staffing for financial, accounting and external reporting areas, including segregation of duties;

reconciliation of accounts;

proper recording of expenses and liabilities in the period to which they relate;

evidence of internal review and approval of accounting transactions;

documentation of processes, assumptions and conclusions underlying significant estimates; and

documentation of accounting policies and procedures.
Because it will take time, management involvement and perhaps outside resources to determine what internal control improvements are necessary for us to meet regulatory requirements and market expectations for our operation of a target business, we may incur significant expense in meeting our public reporting responsibilities, particularly in the areas of designing, enhancing, or remediating internal and disclosure controls. Doing so effectively may also take longer than we expect, thus increasing our exposure to financial fraud or erroneous financing reporting.
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Once our management’s report on internal controls is complete, we will retain our independent auditors to audit and render an opinion on such report when, or if, required by Section 404. The independent auditors may identify additional issues concerning a target business’s internal controls while performing their audit of internal control over financial reporting.
Quantitative and Qualitative Disclosures about Market Risk
The net proceeds of this offering, including amounts in the trust account, will be invested in United States government treasury bills, bonds or notes having a maturity of 180 days or less, or in money market funds meeting the applicable conditions under Rule 2a-7 promulgated under the Investment Company Act of 1940 and that invest solely in U.S. treasuries. Due to the short-term nature of these investments, we believe there will be no associated material exposure to interest rate risk.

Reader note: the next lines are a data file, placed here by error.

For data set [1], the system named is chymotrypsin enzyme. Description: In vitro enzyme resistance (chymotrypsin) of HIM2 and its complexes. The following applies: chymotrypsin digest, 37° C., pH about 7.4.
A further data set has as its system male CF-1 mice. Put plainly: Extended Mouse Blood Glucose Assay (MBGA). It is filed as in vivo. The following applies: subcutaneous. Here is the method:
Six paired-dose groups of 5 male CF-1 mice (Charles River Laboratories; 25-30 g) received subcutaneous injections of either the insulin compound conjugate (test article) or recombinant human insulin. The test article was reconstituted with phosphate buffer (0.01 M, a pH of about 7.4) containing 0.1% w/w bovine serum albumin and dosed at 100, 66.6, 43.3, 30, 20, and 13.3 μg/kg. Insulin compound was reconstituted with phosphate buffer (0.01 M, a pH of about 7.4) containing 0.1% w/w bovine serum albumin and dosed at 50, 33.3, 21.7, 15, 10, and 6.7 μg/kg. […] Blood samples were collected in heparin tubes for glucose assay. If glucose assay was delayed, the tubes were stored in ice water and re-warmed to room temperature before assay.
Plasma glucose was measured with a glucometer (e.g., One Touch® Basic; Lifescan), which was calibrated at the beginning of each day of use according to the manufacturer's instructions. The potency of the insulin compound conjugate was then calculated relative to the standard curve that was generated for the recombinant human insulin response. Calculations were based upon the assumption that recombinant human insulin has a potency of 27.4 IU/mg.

Off-Balance Sheet Arrangements; Commitments and Contractual Obligations; Quarterly Results
As of the date of this prospectus, we did not have any off-balance sheet arrangements as defined in Item 303(a)(4)(ii) of Regulation S-K and did not have any commitments or contractual obligations. No unaudited quarterly operating data is included in this prospectus as we have conducted no operations to date.
JOBS Act
On April 5, 2012, the JOBS Act was signed into law. The JOBS Act contains provisions that, among other things, relax certain reporting requirements for qualifying public companies. We will qualify as an “emerging growth company” and under the JOBS Act will be allowed to comply with new or revised accounting pronouncements based on the effective date for private (not publicly traded) companies. We are electing to delay the adoption of new or revised accounting standards, and as a result, we may not comply with new or revised accounting standards on the relevant dates on which adoption of such standards is required for non-emerging growth companies. As such, our financial statements may not be comparable to companies that comply with public company effective dates.
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PROPOSED BUSINESS
We are a newly incorporated Cayman Islands exempted company structured as a blank check company for the purpose of effecting a merger, share exchange, asset acquisition, share purchase, reorganization or similar business combination with one or more businesses, which we refer to throughout this prospectus as our initial business combination. To date, our efforts have been limited to organizational activities and activities related to this offering. We have not selected any potential business combination target, and we have not, nor has anyone on our behalf, initiated any substantive discussions, directly or indirectly, with any potential target regarding entering into a business combination with us.